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Ask the Pediatrician: When to switch from a crib to a ‘big kid’ bed

Once your toddler can climb out of their crib, it may be time to transition to a “big kid” bed. Your child may have a heady sense of freedom the first few nights after moving permanently to a bed. Luckily, most kids are happy to “graduate” and stay in their beds more willingly than they did in their cribs. However, for a few, the transition has to be managed closely.

After the switch, try to continue with the same bedtime routine you have used since your child joined the family. Follow these steps:

1. When you end a routine, tell your child to stay in bed until you come for them.

2. If they get out of bed, calmly and quietly lead them back and tell them they must stay in bed.

3. When they get back into bed, reward them by briefly telling them what a good sleeper they are for being there, then leave the room.

4. Tell them you will come and check on them during the night. For some children, this provides reassurance.

But don’t kid yourself that the struggle is over. Be prepared to repeat steps 1 and 2 as many times as you have to for several nights in a row. Twenty “farewell appearances” in one evening is by no means an unusual number.

Above all, stay calm and keep interactions with your child on a low-key level; they should be brief and boring. The aim is to reward them with praise for staying in bed and not for getting out.

Children tend to feel that any attention is better than none. If getting out of bed brings your toddler extra attention — even negative attention, by making you upset — they’ll do it again and again. By contrast, if you keep the atmosphere quiet and even boring, the excitement of getting out will soon pale.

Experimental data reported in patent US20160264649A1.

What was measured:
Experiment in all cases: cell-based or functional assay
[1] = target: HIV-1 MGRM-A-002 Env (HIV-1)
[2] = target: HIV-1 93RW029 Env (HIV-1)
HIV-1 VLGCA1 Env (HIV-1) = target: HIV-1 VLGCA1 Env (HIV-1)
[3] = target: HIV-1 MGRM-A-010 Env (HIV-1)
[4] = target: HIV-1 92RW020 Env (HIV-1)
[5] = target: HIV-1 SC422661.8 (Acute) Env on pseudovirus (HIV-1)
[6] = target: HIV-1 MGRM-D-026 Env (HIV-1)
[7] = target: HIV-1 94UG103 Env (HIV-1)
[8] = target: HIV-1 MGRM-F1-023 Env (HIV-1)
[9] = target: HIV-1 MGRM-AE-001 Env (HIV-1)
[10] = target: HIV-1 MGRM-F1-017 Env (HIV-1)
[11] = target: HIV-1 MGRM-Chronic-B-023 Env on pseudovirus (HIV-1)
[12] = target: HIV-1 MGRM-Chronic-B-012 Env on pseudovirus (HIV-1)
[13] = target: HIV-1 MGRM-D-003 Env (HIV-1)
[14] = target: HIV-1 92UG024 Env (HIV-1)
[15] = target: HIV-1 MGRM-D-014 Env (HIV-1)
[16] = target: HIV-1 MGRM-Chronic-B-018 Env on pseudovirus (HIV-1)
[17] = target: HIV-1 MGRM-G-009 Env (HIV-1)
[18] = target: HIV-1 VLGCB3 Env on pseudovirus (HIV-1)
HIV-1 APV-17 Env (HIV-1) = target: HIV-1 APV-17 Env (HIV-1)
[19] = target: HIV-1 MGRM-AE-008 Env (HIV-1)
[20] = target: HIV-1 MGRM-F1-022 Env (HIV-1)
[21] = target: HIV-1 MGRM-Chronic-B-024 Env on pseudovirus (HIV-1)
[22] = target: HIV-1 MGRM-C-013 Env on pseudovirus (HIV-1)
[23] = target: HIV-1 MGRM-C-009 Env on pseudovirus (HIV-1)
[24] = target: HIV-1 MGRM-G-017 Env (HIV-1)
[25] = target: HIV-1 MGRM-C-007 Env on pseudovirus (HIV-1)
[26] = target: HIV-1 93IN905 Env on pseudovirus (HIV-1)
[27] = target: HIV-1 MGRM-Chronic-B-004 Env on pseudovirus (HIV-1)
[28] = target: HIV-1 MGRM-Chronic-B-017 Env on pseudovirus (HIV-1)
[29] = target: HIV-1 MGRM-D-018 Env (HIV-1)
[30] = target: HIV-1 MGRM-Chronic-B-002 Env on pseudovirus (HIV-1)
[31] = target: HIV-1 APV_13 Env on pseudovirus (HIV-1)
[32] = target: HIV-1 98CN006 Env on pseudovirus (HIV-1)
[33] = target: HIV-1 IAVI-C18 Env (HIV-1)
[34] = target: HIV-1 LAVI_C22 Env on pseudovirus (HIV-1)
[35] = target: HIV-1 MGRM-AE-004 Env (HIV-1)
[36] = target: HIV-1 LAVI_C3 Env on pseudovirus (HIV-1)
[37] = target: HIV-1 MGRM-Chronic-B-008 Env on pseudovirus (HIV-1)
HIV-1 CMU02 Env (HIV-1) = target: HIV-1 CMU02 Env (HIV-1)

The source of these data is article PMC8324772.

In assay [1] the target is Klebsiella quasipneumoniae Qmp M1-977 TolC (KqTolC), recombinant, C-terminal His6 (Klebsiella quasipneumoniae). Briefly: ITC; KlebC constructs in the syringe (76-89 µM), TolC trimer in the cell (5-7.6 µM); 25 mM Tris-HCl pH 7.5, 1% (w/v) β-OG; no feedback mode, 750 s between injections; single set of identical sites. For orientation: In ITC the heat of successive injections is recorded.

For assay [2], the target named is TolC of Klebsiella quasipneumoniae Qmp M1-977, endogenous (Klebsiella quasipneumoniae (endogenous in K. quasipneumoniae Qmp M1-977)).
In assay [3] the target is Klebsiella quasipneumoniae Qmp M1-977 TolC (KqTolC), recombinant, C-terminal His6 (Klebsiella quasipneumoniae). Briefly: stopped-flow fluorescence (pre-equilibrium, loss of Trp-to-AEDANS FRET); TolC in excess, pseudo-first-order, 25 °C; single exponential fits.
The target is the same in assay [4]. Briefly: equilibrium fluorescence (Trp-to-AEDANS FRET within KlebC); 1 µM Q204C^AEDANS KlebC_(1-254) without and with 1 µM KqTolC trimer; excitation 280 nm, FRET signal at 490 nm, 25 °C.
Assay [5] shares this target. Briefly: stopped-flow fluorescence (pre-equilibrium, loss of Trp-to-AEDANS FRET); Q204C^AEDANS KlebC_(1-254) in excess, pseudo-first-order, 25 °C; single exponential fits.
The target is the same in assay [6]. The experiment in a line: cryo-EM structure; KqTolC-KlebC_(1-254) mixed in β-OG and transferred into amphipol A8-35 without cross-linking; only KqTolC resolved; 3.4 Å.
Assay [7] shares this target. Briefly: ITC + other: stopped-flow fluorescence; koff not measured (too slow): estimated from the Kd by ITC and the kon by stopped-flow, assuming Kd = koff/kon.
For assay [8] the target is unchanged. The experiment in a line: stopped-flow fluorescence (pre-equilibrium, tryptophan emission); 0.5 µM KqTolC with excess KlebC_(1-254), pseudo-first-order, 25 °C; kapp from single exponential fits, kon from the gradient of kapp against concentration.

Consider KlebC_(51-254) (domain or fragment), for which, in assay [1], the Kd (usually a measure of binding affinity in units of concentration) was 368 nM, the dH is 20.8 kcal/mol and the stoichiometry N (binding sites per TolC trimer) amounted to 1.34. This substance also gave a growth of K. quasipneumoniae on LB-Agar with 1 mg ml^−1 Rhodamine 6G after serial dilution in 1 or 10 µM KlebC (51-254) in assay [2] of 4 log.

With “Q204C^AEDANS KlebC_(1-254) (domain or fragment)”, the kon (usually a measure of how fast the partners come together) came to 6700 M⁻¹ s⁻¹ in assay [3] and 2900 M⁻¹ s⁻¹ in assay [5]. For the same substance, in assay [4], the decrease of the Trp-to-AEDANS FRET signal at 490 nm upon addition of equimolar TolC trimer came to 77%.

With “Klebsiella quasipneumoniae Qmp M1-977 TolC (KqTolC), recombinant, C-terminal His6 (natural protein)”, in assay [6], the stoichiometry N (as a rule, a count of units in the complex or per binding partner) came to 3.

While respecting your toddler’s newfound mobility, insist on the rule that once it’s time for sleep, people have to stay in bed until morning unless they have to go to the bathroom. Avoid rewarding bedroom breakouts by allowing your child to climb into your bed or join the members of the family who are still up. Instead, praise them in the morning for having stayed in bed all night.

If your child is going to climb out of bed whether you want them to or not, let them know that the only time climbing out is acceptable is when sleep or nap time is over.

In addition, you should make their room as safe and hazard-free as you can. While you are waiting to get a new bed, place the crib mattress on the floor. Clear away furniture and large toys, like rocking horses, that could injure your child if they fell against them. You may need to install a safety gate across your toddler’s bedroom door to keep them from wandering when you are not awake. You will also need a gate at the top of the stairs to prevent possible injury when your toddler gets out of bed.

Also, take steps to prevent dressers and other furniture from tipping over and injuring your child. Install childproof latches on chests of drawers or tape drawers shut so they can’t be pulled out and used as steps.

If you have any questions about your child’s sleep space or routine, talk with their pediatrician.

Dr. Rachel Y. Moon is a pediatrician and sudden infant death syndrome researcher at the University of Virginia.

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